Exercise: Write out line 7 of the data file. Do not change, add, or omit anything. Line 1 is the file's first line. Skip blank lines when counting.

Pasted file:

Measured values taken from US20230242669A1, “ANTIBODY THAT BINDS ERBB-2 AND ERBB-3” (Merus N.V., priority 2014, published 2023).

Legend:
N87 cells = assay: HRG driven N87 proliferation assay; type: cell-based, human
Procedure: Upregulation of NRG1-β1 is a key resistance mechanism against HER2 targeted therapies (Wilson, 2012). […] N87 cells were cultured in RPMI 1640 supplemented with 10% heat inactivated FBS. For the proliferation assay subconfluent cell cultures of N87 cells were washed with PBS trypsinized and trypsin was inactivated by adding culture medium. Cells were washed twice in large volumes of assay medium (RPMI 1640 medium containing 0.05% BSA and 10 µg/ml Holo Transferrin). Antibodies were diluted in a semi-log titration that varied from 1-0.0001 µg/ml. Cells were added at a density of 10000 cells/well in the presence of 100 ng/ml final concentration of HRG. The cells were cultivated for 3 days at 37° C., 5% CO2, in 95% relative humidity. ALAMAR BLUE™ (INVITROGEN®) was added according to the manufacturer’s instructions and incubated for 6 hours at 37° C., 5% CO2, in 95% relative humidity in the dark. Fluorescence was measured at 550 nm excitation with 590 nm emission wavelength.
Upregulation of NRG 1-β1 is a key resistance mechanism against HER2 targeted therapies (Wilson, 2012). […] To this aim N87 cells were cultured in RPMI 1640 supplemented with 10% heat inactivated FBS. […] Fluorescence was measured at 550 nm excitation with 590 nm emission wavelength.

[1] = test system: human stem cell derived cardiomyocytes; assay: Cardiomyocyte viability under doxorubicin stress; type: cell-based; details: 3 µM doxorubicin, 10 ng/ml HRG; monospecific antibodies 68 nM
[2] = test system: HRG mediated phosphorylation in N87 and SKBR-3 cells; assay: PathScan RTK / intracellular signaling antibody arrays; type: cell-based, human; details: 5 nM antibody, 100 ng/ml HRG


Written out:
[2] = test system: HRG mediated phosphorylation in N87 and SKBR-3 cells; assay: PathScan RTK / intracellular signaling antibody arrays; type: cell-based, human; details: 5 nM antibody, 100 ng/ml HRG